Scientists discover the anatomy behind the songs of baleen whales

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Baleen whales use a larynx, or voice box, anatomically modified to enable underwater vocalisation, researchers say.

It is one of Earth’s most haunting sounds — the “singing” of baleen whales like the humpback, heard over vast distances in the watery realm. Now scientists have finally figured out how these filter-feeding marine mammals do it.

Baleen whales — a group that includes the blue whale, the largest animal in Earth’s history — use a larynx, or voice box, anatomically modified to enable underwater vocalisation, researchers said on February 21. They have evolved a novel structure — a cushion consisting of fat and muscle that sits inside the larynx, the researchers said.

That means baleen whales make their sounds with their larynx, as do humans, while toothed whales — including dolphins, porpoises, killer whales and sperm whales — evolved a different mechanism employing a special organ in their nasal passages.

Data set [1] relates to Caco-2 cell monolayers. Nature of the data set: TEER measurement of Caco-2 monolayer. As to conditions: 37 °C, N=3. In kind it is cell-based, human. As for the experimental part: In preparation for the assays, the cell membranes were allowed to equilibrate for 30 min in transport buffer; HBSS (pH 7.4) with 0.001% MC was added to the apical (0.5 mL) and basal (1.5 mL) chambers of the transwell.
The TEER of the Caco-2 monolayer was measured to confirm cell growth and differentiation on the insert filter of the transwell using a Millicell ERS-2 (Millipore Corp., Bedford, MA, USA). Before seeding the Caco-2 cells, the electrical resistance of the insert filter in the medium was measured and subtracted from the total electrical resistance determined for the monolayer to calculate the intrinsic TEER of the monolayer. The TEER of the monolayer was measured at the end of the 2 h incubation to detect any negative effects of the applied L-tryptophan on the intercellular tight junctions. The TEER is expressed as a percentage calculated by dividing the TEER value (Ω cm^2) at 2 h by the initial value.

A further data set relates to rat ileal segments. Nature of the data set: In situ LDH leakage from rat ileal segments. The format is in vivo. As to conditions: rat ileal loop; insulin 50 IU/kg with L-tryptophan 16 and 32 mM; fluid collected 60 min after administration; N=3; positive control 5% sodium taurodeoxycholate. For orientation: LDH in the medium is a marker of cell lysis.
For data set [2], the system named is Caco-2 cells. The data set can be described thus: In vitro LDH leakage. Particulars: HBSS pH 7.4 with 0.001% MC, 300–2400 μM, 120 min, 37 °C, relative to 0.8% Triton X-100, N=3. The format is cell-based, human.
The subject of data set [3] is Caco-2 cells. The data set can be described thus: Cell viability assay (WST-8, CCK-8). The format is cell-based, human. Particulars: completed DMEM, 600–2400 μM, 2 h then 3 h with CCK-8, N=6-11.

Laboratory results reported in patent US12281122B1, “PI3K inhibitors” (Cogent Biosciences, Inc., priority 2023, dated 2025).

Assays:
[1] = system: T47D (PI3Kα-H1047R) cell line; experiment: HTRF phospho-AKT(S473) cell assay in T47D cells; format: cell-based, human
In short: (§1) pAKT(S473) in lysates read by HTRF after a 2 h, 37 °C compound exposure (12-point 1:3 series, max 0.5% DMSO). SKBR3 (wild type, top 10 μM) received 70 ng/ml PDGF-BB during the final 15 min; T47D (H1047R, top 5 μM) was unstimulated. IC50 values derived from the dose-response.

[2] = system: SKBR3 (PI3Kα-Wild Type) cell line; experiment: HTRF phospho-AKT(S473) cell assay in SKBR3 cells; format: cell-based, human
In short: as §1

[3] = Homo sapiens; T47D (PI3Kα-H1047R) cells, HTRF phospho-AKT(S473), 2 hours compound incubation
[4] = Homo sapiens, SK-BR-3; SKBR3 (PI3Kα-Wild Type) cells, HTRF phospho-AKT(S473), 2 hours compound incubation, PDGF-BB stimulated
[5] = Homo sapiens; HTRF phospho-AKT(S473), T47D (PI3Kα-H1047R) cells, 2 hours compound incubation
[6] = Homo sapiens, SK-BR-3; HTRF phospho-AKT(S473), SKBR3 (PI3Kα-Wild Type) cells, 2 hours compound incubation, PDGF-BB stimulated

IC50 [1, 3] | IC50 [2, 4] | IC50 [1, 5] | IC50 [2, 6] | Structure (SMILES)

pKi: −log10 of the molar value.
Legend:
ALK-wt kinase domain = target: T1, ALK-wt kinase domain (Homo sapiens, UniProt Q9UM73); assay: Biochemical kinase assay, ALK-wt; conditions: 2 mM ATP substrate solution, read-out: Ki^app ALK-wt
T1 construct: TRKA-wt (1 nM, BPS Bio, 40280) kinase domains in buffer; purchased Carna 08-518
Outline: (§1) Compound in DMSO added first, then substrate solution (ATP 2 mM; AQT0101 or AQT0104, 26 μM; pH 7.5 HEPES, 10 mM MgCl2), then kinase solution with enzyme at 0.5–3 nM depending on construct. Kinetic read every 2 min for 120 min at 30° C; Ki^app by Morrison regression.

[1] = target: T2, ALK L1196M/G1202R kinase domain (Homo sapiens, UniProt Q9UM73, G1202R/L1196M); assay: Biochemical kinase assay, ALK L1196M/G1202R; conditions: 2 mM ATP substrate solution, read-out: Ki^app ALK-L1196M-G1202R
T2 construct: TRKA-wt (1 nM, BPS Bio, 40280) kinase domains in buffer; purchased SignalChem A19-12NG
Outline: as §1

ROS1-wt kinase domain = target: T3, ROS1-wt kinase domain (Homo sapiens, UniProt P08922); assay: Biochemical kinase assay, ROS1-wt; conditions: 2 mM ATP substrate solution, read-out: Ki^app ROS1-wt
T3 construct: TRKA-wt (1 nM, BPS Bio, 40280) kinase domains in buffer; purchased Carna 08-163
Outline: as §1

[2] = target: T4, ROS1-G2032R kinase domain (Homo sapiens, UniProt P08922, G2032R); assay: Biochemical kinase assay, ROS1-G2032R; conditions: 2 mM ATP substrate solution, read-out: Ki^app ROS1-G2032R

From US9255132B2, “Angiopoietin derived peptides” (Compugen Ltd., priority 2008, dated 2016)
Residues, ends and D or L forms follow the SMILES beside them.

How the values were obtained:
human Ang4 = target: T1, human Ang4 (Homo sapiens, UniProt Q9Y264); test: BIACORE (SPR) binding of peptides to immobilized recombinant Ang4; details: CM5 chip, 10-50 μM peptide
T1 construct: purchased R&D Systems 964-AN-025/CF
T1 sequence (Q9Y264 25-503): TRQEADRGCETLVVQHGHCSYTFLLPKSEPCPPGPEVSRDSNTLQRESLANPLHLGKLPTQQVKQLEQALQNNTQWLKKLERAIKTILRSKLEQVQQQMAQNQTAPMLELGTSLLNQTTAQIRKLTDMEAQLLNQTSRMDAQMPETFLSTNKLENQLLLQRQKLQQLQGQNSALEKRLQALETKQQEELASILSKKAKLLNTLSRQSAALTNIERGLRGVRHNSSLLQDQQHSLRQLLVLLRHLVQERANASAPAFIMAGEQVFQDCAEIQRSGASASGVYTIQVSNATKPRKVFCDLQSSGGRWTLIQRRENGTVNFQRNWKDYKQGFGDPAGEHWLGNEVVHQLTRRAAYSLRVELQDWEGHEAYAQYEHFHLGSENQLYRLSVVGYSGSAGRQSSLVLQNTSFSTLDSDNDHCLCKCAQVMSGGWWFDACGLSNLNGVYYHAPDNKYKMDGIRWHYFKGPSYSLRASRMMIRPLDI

It was recognised in the 1970s that baleen whales are very vocal, but precisely how they produce their array of sounds had remained unclear.

“These are among the most spectacular animals that have ever roamed our planet. They are highly intelligent, social animals that would have dwarfed most dinosaurs and feed on the smallest shrimp. They have the rare ability to learn new songs and spread their vocal culture across the planet,” said University of Southern Denmark biologist Coen Elemans, lead author of the study published in the journal Nature.

“To communicate and find each other in murky and dark oceans, baleen whales depend critically on the production of sound. For example, humpback females and their calves communicate with each other by voice, and humpback males sing to attract females,” Mr. Elemans added.

All baleen whales, also including the fin, sei, right, gray, minke, bowhead and others, make very-low frequency calls barely audible to humans. A few species including the humpback and bowhead produce the higher-pitched sounds that people would be more familiar recognising as whale songs.

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